An A to Z Guide to Summer Cooking
Agua fresca is our drink of summer. Blend watermelon, cucumber, or cantaloupe with lime juice and a little sugar; strain and serve over ice.
Beets of all types, shaved raw with a mandoline, bring texture to a leafy green salad. Add them anywhere you’re craving a bit of color and crunch.
Cucumbers soak up even more flavor when smashed, then sliced. Toss with apple cider vinegar, a sliced shallot, and a pinch of salt for a bracing take.
Dollop a spoonful of homemade whipped cream over fresh summer fruit, like halved strawberries or sliced stone fruit, for the easiest dessert ever.
Eggplant charred whole on the grill makes a silky base for baba ghanoush. Discard the skin, then blend the flesh with 2 tablespoons each tahini and olive oil, a squeeze of lemon juice, and salt and pepper to taste. Serve with grilled pita.
Figs are a real summer treat eaten raw out of hand or grilled and drizzled with honey and flaky sea salt.
Gazpacho made with ripe tomatoes or cucumbers is a savory way to cool down. Process 4 chopped green heirloom tomatoes or 4 chopped mini seedless cucumbers, 2 slices white bread, cup olive oil, 2 teaspoons red wine vinegar, 1 teaspoon kosher salt, and teaspoon cayenne in a blender until smooth. Serve chilled, topped with a spoonful of sour cream.
Herbs are at their best this time of year. Mix and match tender varieties, like basil and mint, and use them as you would salad greens.
Ice cream scoops easiest with a hot scoop; dip one in a bowl of hot water between each serving to make scooping a breeze.
Jams keep summer going long after it’s gone. Cook 2 pounds plums, pitted cherries, or tomatoes with 1/2 cup sugar, a squeeze of lemon juice, and a pinch of salt until thickened. Refrigerate or freeze to enjoy through the fall.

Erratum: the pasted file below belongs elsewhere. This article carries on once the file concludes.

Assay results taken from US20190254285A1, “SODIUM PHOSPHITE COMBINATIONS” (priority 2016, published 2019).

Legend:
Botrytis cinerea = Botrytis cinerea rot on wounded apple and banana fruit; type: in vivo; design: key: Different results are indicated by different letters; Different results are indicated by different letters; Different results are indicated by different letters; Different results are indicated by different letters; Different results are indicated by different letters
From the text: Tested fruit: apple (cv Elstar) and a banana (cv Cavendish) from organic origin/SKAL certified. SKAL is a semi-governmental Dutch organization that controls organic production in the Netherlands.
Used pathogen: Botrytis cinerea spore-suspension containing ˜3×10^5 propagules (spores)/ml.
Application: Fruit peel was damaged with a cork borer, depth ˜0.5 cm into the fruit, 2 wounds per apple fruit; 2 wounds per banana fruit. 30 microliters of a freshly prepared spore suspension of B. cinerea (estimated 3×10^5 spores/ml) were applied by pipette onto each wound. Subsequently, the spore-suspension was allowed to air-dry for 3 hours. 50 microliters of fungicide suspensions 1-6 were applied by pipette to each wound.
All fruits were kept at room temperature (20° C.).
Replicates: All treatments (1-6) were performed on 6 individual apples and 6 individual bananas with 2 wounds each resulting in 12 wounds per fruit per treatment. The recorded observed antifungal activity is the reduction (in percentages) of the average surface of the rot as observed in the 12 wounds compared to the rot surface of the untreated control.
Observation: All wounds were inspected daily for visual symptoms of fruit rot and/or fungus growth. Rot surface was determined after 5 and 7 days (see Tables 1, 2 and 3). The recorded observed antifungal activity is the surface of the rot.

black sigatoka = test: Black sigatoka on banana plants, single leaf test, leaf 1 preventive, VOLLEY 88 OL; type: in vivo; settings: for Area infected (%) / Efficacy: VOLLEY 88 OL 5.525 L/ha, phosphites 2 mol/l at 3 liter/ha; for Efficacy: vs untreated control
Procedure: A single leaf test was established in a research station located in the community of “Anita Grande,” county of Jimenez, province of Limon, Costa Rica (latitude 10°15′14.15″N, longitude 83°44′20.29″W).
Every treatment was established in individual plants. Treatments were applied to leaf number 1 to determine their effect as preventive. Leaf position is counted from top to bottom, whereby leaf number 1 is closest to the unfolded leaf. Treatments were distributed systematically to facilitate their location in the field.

Keep lemonade and a bottle of sparkling wine in the fridge at all times. You’ll be ready to pour a quick refreshment whenever unexpected guests drop by.
Leafy greens of all kinds, such as Bibb, Boston, and red leaf lettuce, crop up at markets throughout summer; try them in sandwiches or as the main attraction in a tossed salad.
Melon, like honeydew or cantaloupe, isn’t just for snacking: Toss with olive oil, salt, black pepper, and crushed red pepper to make a side salad.
Nasturtium leaves and flowers add peppery notes when tossed into salads or tucked into sandwiches—look for them among the other greens at the farmers market.
Oregano, when fresh, bursts with flavor and is a surprising substitute for basil or parsley. Have extra? Tie a bunch with kitchen twine and hang it to dry for DIY dried oregano.
Packing for a picnic is easier with an insulated thermos big enough to hold the gazpacho. It'll stay chilled until you're ready to serve.
Quiche with roasted peppers and corn helps use up extra bushels. Whisk together 6 large eggs, 3/4 cup half-and-half, 2 sliced roasted peppers, 2 cups raw corn kernels (from 3 ears), and 1 cup shredded Cheddar. Season with salt and pepper and pour into a premade crust. Bake at 350°F until just set in the center, about 45 minutes.
Radishes with softened cultured butter and flaky salt are an easy and sophisticated hors d'oeuvre for any gathering. Keep the radish greens attached for added wow factor.
Strawberries can get mushy and grow mold more quickly if stored wet. Avoid washing them until ready to eat, and keep them in a partially covered container lined with paper towels to absorb any excess moisture.
Upside-down cakes hiding fresh fruit, like nectarines, apricots, or peaches, show off summer's bounty.
Vinaigrettes can perk up more than just salads. Use them to marinate meats before grilling or drizzle over corn for a surprise finish.
Wax beans are a stunning companion to regular green beans. Look for yellow and purple varieties for a modern rendition of your three-bean salad.
Ximenia is the plum-like fruit you’ve probably never heard of. Halve it, grill it, and serve it with ice cream.
Yogurt can go sweet with fresh fruit or savory with veggies and grilled meats; season with salt, pepper, and a clove of grated garlic.